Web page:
This ’68 Hurst Olds was a laborer before it was a labor of love

Because he needed something to tow his boat, Bob Snider bought a 455-equipped Hurst Olds in 1975. Paul Mehaffey

This article first appeared in Hagerty Drivers Club magazine. Click here to subscribe and join the club.

Mine is a story about a victory for the little guy—the guy who doesn’t have the resources to have a car restored by professionals.

Growing up, my family always owned Oldsmobiles—a 1956 98, then a ’61 Dynamic 88, and finally a ’66 Toronado. In 1975, while serving in the U.S. Air Force in Southern California, I bought my own, a 1968 Hurst Olds, because I needed to pull a 21-foot ski boat. No surprise this 10-mpg car was on the used-car lot just after the first oil crunch. But it was cool and came with the very reasonable price of $1350.

After my honorable discharge, the Olds and I towed the boat to Colorado, and from there, we trailered a 1926 Model T to Atlanta, where I resided. The Olds was a workhorse in Atlanta, and I towed many yards of concrete for various projects with this car. Finally, after several years as a daily driver, with 51,688 original miles on the odometer, I parked it in my garage, where it sat for over 20 years.

A while back, I started researching the car. I found my Hurst Olds to be a rare one, with only 515 produced and only 146 with air conditioning, which is my case. So I decided to restore the car in my garage. On July 15, 2013, I started the restoration, along with a journal. Five years, three months, and three days later, I finished the restoration and the journal, which contained 45 pages of handwritten documentation, plus a tally of the hours I spent on the job: 1046.

The ’68 Hurst Olds was the first car to carry the Hurst badge. Mine has a numbers-matching four-barrel 455-cubic-inch V-8 with under-bumper scoops, Tic Toc Tach, Hurst dual-gate shifter, front disc brakes, a Turbo 400 transmission, and factory air. I did 90 percent of the restoration myself, with my wife, Susie, and son, Justin, helping along the way. Of course, in anticipation of someday restoring the car, I had been buying parts for over 20 years, including many new-old-stock bits.

My restoration included completely rewiring the car, replacing all the fluid lines, changing the headliner, installing a new gas tank, removing the seats, adding a new air conditioner (from R12 to R134a), installing a new heater core, refurbishing the dash, reinstalling windows, replacing the front end (including new coil springs, tie rods, shock absorbers, and a rebuilt steering column), installing new brakes, mating the rebuilt engine to the rebuilt transmission, installing the driveshaft to the refurbished rear end and axles, installing the front and rear bumpers, and polishing all the exterior trim. Just about everything, in other words.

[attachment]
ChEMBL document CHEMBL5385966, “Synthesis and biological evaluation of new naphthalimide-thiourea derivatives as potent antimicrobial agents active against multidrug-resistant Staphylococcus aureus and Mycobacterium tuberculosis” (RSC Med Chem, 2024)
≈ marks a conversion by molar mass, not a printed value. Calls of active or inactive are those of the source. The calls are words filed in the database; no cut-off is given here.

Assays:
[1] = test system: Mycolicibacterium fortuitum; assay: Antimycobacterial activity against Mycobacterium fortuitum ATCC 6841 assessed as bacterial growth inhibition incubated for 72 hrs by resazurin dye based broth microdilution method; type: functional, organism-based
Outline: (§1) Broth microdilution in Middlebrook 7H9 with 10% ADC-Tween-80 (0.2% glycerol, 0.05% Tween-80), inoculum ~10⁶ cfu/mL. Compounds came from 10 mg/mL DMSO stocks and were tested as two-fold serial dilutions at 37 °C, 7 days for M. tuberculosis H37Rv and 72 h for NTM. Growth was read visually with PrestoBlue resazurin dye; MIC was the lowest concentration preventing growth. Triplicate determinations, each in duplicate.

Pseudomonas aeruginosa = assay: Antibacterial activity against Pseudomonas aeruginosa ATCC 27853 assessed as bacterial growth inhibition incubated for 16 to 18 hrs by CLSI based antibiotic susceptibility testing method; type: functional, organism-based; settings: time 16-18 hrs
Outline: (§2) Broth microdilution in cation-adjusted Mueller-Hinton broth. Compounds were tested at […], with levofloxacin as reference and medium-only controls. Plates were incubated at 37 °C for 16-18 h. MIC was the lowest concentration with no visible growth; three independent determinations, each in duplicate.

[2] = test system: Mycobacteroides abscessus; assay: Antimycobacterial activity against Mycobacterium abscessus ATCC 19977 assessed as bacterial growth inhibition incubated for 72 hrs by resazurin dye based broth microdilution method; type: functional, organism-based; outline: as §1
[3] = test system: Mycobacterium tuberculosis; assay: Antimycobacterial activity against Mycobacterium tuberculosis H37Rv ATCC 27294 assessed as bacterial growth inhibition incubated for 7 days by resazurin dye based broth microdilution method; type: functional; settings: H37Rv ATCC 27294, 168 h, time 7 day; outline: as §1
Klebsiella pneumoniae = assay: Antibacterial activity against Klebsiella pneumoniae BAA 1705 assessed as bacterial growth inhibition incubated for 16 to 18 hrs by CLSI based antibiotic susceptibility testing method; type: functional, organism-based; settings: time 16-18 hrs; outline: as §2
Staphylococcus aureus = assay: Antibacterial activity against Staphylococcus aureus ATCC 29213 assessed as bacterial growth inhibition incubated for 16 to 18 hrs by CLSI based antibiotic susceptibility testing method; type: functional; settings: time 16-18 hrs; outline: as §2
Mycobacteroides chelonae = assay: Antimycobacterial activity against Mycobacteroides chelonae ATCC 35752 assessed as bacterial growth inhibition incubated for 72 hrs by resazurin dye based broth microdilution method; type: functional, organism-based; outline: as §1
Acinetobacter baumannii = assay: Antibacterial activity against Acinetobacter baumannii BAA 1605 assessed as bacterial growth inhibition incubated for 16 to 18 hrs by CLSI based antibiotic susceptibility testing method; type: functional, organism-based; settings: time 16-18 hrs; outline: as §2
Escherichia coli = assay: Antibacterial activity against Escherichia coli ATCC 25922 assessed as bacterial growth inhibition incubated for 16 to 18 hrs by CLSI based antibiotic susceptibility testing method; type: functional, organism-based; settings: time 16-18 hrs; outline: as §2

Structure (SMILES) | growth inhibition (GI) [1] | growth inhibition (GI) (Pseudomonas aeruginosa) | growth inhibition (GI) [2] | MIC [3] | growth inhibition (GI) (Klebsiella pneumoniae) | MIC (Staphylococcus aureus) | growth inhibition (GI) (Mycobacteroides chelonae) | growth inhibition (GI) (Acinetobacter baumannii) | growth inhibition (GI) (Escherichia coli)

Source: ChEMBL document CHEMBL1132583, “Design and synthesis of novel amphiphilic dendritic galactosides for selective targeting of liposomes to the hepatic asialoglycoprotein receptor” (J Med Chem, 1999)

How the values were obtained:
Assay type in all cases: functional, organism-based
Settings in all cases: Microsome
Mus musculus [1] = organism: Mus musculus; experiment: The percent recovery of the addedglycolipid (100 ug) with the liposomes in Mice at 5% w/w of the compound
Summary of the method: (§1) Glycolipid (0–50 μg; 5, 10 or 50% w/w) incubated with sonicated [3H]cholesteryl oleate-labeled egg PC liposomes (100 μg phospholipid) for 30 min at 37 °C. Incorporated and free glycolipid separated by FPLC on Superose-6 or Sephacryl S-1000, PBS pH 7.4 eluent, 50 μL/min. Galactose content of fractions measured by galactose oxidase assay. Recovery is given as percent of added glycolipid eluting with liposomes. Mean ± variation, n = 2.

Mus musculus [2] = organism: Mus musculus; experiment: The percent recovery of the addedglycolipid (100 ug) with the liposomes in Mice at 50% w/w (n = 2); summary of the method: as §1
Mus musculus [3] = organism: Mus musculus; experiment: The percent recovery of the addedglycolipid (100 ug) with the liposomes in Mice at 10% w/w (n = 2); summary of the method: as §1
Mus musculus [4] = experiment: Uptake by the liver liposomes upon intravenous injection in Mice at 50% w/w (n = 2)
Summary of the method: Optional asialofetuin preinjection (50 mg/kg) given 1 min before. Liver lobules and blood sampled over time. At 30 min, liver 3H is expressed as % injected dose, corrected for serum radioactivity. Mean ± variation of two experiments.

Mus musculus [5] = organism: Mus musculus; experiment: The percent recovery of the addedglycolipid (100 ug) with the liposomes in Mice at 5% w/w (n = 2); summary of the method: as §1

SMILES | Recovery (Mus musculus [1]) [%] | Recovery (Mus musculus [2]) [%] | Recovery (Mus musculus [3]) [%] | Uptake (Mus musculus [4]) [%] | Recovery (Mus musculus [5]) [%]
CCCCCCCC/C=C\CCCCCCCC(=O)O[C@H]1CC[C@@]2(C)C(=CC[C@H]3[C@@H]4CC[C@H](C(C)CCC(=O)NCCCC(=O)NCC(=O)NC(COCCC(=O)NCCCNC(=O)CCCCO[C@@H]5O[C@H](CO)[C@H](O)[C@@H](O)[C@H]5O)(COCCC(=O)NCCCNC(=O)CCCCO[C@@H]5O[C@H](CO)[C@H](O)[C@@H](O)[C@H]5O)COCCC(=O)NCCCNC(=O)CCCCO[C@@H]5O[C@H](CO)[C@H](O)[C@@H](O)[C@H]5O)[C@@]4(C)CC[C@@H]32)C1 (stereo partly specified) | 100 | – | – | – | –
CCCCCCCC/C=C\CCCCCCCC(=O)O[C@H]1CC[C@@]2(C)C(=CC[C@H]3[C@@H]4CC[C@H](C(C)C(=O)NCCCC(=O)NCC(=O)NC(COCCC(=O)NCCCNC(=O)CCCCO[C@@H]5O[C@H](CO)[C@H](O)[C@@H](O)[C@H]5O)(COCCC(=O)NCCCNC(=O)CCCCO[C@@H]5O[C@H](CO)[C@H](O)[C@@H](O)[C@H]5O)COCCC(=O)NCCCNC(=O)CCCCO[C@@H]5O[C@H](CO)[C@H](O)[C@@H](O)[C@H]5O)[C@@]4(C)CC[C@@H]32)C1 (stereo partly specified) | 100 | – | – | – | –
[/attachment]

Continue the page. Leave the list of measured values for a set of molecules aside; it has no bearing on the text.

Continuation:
All of that was child’s play, however, because this project also had a scary part: removing the body of the car from the frame. By myself. With an engine hoist, a floor jack, four sawhorses, and two 8-foot four-by-fours. I accomplished this feat by first lifting the front of the body with the engine hoist and stabilizing it with various sizes of wood and shims. I then lifted the rear of the car using the floor jack and stabilized that with wood and shims. I inched the body high enough to slide in the sawhorses and the four-by-fours for support. Only then could I roll out the frame for a good cleaning and painting.

Bob Snider Hurst Olds body strip
Courtesy Bob Snider

Then came reassembly, which meant rolling the frame back under the body and the precarious job of lowering the body onto the new body mounts. It was a slow, painstaking, inch-by-inch affair, with plenty of shuffling back and forth from the engine hoist to the floor jack to remove shims and wood blocks along the way. But by some miracle, the body slipped onto the frame like a glove.

Bob Snider Hurst Olds restoration
Removing the body from the frame was a painstaking process involving an engine hoist, saw horses, four-by-fours, and patience. Courtesy Bob Snider

The car then spent 14 months in the body and paint shop. The only rust was under the trim pieces of the windshield and the rear window, and once that was addressed, the Olds was primed, sanded, and painted in the correct paint scheme—including pinstripes and clearcoats. The shop finished up by installing the engine and transmission.

Back in my garage, I took a deep breath and began to reassemble the interior—new insulation, new headliner, window mechanisms, door panels, carpet, seat belts, that great Hurst shifter. I rewired the dash with the restored gauges, then put in the front bucket and rear bench seats.

I took it back to the shop to have the experts double-check my work, and on October 18, 2018, at 3:40 p.m., I fired up my ’68 Hurst Olds for the first time in more than 20 years. I was so proud to drive it home.

The next April, I entered it in the Peach Blossom BOPC (Buick-Olds-Pontiac-Cadillac) show. To my surprise and delight—in the first car show I’d ever entered—the Olds took first place. Since then, I’ve taken it to several other shows across the state and gathered another four awards. The Atlanta Concours d’Elegance even invited me to the event because I have the only 1968 Hurst Olds in Georgia.

With the five-plus years of work and restoration finally over, I love driving my Hurst Olds again, attending shows, and telling my story.

Victory, indeed.




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    Had one back in 76. I thought it fast and the shifter for drag or hard acceleration not so much. Never paid attention to mpg, this was in San Francisco. Remembered the sound it made when you punched it on the freeway. It had high miles and sold it to a mechanic friend for about $400. New it was rare.

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